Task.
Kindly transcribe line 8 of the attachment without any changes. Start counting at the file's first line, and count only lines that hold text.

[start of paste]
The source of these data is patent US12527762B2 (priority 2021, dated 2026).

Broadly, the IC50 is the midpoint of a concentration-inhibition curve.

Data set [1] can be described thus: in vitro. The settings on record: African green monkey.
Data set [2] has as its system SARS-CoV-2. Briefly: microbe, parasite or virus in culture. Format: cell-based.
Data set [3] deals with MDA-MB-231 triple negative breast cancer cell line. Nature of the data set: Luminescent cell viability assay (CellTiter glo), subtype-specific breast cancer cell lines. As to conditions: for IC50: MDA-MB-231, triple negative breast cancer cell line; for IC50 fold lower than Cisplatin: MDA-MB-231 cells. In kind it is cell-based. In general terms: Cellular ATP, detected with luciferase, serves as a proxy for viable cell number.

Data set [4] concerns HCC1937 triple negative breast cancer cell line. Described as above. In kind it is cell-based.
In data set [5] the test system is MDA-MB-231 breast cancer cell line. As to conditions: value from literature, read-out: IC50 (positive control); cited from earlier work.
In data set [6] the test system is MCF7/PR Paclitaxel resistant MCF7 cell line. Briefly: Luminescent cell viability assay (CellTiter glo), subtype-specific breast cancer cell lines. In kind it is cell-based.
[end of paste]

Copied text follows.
In data set [6] the test system is MCF7/PR Paclitaxel resistant MCF7 cell line. Briefly: Luminescent cell viability assay (CellTiter glo), subtype-specific breast cancer cell lines. In kind it is cell-based.